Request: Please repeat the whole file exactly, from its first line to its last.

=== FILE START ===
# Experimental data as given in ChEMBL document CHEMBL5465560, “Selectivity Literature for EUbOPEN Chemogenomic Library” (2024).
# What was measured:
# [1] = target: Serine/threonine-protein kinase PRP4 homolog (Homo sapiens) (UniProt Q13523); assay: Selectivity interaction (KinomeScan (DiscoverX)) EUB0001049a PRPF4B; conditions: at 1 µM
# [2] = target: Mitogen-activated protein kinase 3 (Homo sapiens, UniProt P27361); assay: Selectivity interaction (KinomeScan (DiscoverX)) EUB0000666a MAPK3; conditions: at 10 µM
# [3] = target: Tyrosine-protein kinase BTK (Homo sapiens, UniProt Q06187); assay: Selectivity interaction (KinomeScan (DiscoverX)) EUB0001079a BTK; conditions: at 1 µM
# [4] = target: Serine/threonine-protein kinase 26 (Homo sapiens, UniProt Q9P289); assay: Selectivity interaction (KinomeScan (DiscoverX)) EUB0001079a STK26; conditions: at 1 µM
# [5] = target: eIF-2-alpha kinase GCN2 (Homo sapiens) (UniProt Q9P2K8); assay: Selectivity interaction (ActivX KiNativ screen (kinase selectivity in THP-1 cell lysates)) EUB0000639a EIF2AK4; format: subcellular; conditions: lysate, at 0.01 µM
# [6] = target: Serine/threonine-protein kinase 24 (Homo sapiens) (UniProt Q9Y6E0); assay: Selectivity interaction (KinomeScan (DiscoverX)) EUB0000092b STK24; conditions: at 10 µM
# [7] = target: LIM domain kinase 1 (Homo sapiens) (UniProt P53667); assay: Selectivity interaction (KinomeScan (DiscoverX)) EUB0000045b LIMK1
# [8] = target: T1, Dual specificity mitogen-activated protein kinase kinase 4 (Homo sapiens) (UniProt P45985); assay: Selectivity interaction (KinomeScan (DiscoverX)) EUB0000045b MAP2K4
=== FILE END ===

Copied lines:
# Experimental data as given in ChEMBL document CHEMBL5465560, “Selectivity Literature for EUbOPEN Chemogenomic Library” (2024).
# What was measured:
# [1] = target: Serine/threonine-protein kinase PRP4 homolog (Homo sapiens) (UniProt Q13523); assay: Selectivity interaction (KinomeScan (DiscoverX)) EUB0001049a PRPF4B; conditions: at 1 µM
# [2] = target: Mitogen-activated protein kinase 3 (Homo sapiens, UniProt P27361); assay: Selectivity interaction (KinomeScan (DiscoverX)) EUB0000666a MAPK3; conditions: at 10 µM
# [3] = target: Tyrosine-protein kinase BTK (Homo sapiens, UniProt Q06187); assay: Selectivity interaction (KinomeScan (DiscoverX)) EUB0001079a BTK; conditions: at 1 µM
# [4] = target: Serine/threonine-protein kinase 26 (Homo sapiens, UniProt Q9P289); assay: Selectivity interaction (KinomeScan (DiscoverX)) EUB0001079a STK26; conditions: at 1 µM
# [5] = target: eIF-2-alpha kinase GCN2 (Homo sapiens) (UniProt Q9P2K8); assay: Selectivity interaction (ActivX KiNativ screen (kinase selectivity in THP-1 cell lysates)) EUB0000639a EIF2AK4; format: subcellular; conditions: lysate, at 0.01 µM
# [6] = target: Serine/threonine-protein kinase 24 (Homo sapiens) (UniProt Q9Y6E0); assay: Selectivity interaction (KinomeScan (DiscoverX)) EUB0000092b STK24; conditions: at 10 µM
# [7] = target: LIM domain kinase 1 (Homo sapiens) (UniProt P53667); assay: Selectivity interaction (KinomeScan (DiscoverX)) EUB0000045b LIMK1
# [8] = target: T1, Dual specificity mitogen-activated protein kinase kinase 4 (Homo sapiens) (UniProt P45985); assay: Selectivity interaction (KinomeScan (DiscoverX)) EUB0000045b MAP2K4